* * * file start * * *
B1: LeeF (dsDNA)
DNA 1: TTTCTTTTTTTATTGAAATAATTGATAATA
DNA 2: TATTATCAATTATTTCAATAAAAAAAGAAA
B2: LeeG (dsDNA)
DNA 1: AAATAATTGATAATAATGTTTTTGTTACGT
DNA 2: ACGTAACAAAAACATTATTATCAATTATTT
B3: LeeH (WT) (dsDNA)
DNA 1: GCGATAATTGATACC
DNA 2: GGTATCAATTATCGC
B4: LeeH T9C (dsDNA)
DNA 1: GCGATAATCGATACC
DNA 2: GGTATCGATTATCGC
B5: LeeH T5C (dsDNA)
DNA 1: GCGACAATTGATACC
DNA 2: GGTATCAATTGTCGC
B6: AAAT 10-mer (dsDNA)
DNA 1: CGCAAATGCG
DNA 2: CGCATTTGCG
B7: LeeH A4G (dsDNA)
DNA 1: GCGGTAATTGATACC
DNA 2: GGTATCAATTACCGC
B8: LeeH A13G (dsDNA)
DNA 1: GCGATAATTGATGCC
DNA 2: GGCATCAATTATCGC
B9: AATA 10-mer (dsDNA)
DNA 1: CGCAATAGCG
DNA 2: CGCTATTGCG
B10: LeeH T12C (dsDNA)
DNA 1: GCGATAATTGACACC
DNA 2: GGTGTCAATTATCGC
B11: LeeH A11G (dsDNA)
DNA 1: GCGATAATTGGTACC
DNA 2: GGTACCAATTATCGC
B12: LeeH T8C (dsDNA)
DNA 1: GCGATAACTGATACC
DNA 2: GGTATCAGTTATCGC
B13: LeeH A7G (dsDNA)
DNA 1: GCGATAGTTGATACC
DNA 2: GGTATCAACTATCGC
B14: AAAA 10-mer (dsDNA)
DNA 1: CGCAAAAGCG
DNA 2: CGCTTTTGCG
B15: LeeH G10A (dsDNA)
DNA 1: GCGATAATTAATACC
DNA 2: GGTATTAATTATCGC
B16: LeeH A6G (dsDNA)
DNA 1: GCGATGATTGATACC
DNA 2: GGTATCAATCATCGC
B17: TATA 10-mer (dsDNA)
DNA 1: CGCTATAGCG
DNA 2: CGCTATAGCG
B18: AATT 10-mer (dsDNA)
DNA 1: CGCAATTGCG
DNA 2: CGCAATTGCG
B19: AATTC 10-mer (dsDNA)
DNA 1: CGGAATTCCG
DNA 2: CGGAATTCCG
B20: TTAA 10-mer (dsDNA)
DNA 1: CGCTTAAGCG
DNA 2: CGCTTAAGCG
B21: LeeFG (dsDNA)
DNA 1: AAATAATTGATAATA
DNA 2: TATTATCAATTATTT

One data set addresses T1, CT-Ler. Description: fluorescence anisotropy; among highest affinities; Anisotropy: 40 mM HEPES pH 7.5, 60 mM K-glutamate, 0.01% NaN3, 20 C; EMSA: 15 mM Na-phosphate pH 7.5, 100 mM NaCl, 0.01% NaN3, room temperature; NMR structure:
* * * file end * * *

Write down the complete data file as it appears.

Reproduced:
B1: LeeF (dsDNA)
DNA 1: TTTCTTTTTTTATTGAAATAATTGATAATA
DNA 2: TATTATCAATTATTTCAATAAAAAAAGAAA
B2: LeeG (dsDNA)
DNA 1: AAATAATTGATAATAATGTTTTTGTTACGT
DNA 2: ACGTAACAAAAACATTATTATCAATTATTT
B3: LeeH (WT) (dsDNA)
DNA 1: GCGATAATTGATACC
DNA 2: GGTATCAATTATCGC
B4: LeeH T9C (dsDNA)
DNA 1: GCGATAATCGATACC
DNA 2: GGTATCGATTATCGC
B5: LeeH T5C (dsDNA)
DNA 1: GCGACAATTGATACC
DNA 2: GGTATCAATTGTCGC
B6: AAAT 10-mer (dsDNA)
DNA 1: CGCAAATGCG
DNA 2: CGCATTTGCG
B7: LeeH A4G (dsDNA)
DNA 1: GCGGTAATTGATACC
DNA 2: GGTATCAATTACCGC
B8: LeeH A13G (dsDNA)
DNA 1: GCGATAATTGATGCC
DNA 2: GGCATCAATTATCGC
B9: AATA 10-mer (dsDNA)
DNA 1: CGCAATAGCG
DNA 2: CGCTATTGCG
B10: LeeH T12C (dsDNA)
DNA 1: GCGATAATTGACACC
DNA 2: GGTGTCAATTATCGC
B11: LeeH A11G (dsDNA)
DNA 1: GCGATAATTGGTACC
DNA 2: GGTACCAATTATCGC
B12: LeeH T8C (dsDNA)
DNA 1: GCGATAACTGATACC
DNA 2: GGTATCAGTTATCGC
B13: LeeH A7G (dsDNA)
DNA 1: GCGATAGTTGATACC
DNA 2: GGTATCAACTATCGC
B14: AAAA 10-mer (dsDNA)
DNA 1: CGCAAAAGCG
DNA 2: CGCTTTTGCG
B15: LeeH G10A (dsDNA)
DNA 1: GCGATAATTAATACC
DNA 2: GGTATTAATTATCGC
B16: LeeH A6G (dsDNA)
DNA 1: GCGATGATTGATACC
DNA 2: GGTATCAATCATCGC
B17: TATA 10-mer (dsDNA)
DNA 1: CGCTATAGCG
DNA 2: CGCTATAGCG
B18: AATT 10-mer (dsDNA)
DNA 1: CGCAATTGCG
DNA 2: CGCAATTGCG
B19: AATTC 10-mer (dsDNA)
DNA 1: CGGAATTCCG
DNA 2: CGGAATTCCG
B20: TTAA 10-mer (dsDNA)
DNA 1: CGCTTAAGCG
DNA 2: CGCTTAAGCG
B21: LeeFG (dsDNA)
DNA 1: AAATAATTGATAATA
DNA 2: TATTATCAATTATTT

One data set addresses T1, CT-Ler. Description: fluorescence anisotropy; among highest affinities; Anisotropy: 40 mM HEPES pH 7.5, 60 mM K-glutamate, 0.01% NaN3, 20 C; EMSA: 15 mM Na-phosphate pH 7.5, 100 mM NaCl, 0.01% NaN3, room temperature; NMR structure: